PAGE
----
Many savvy consumer goods businesses have embraced social media
as a low cost way of reaching a young customer base. However, it is
important for businesses to remember that the consumer protection
provisions of the ACL, including those relating to testimonial
representations, also apply to company Facebook and Twitter
In the recent case of Australian Competition and Consumer
Commission v Allergy Pathway Pty Ltd (No 2)  FCA 74, the
ACCC was successful in an action against Allergy Pathway Pty Ltd
(formerly known as Advanced Allergy Elimination) and its director,
Mr Paul Keir for misleading representations that included videos on
YouTube, testimonials written and posted by clients on Allergy
Pathway's Facebook "wall" and testimonials written by
clients and posted by Allergy Pathway on its website and Facebook
and Twitter pages.
Some of the testimonials posted on the Allergy Pathways Facebook
wall, and tweeted via Twitter, by members of the public
"My asthma and eye symptoms no longer happen after my
"Allergy Pathway is amazing. It has worked wonders for
me in so many ways. I had food allergies for as long as I can
remember, avoiding seafood and shellfish and even bread! After one
treatment I could eat seafood with no noticeable reaction ...
[name], Medical Practitioner"; and
"As a practicing naturopath, I have found this
technique to be the most effective method of treating allergic
reactions and intolerances".
In finding that Allergy Pathway and Mr Keir made prohibited
representations about Allergy Pathways on its website and on
Twitter, Facebook and YouTube in breach of its undertakings it had
given to the ACCC previously, Justice Finklestein stated:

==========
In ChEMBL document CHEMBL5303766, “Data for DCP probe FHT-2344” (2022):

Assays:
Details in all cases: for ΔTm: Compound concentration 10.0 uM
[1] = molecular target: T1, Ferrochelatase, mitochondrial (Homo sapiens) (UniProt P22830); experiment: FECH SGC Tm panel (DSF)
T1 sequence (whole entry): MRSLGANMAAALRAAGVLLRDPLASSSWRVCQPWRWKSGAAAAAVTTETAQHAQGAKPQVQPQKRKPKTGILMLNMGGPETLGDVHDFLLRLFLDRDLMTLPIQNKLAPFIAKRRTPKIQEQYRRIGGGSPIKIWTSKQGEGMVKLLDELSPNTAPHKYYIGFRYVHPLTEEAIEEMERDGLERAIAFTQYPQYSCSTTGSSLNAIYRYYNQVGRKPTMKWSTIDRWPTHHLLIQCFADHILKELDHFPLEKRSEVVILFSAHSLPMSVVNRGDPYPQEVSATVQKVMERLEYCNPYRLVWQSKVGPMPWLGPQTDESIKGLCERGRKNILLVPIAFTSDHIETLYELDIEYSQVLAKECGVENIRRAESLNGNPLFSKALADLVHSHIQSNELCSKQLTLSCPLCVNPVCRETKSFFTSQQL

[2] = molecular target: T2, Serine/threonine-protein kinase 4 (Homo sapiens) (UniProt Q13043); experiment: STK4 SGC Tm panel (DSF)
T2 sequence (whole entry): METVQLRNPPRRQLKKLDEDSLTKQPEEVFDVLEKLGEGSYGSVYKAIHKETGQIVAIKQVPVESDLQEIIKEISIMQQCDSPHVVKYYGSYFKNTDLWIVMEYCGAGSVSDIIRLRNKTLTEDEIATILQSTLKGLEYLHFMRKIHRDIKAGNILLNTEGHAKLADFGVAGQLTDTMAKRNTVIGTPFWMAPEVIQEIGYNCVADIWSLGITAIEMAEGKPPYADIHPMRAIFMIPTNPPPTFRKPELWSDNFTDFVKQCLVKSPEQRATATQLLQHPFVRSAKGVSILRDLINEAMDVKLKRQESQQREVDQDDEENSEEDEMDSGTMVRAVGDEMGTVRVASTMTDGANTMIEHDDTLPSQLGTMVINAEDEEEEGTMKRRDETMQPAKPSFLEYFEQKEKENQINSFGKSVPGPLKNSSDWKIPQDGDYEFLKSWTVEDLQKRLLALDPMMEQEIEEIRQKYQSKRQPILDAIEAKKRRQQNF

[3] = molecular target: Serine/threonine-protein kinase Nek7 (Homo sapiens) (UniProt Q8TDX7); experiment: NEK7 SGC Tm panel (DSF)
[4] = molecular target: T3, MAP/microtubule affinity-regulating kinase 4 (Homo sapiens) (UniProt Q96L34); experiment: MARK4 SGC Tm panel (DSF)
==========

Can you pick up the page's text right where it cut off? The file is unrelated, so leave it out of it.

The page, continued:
"It has been shown, indeed
it was not disputed, that Allergy Pathway knew that persons had
published testimonials on its Twitter and Facebook pages and that
it took no steps to have them removed. I infer that one reason
Allergy Pathway did not remove the testimonials was that it wanted
to take the benefit of the praise for its services. Another
possible reason is that Allergy Pathway thought the testimonials
added legitimacy to its business.
While it cannot be said that Allergy Pathway was responsible for
the initial publication of the testimonials (the original publisher
was the third party who posted the testimonials on Allergy
Pathway's Twitter and Facebook pages) it is appropriate to
conclude that Allergy Pathway accepted responsibility for the
publications when it knew of the publications and decided not to
remove them. Hence it became the publisher of the testimonials. In
any event it is clear that it caused them to continue to be
published from the time it became aware of their existence, which
is enough to put Allergy Pathway in breach of the second limb of
Mr Keir, the company's sole director, was involved in that
conduct and so was also found to have breached his undertaking to
This case serves as a reminder to businesses which market via
social media such as Facebook and Twitter, that social media is
also regulated by consumer protection laws and that all
representations made via a branded Facebook or Twitter page, even
those made by members of the general public, come under the
scrutiny of the ACCC and can potentially amount to breaches of the
The content of this article is intended to provide a general
guide to the subject matter. Specialist advice should be sought
about your specific circumstances.
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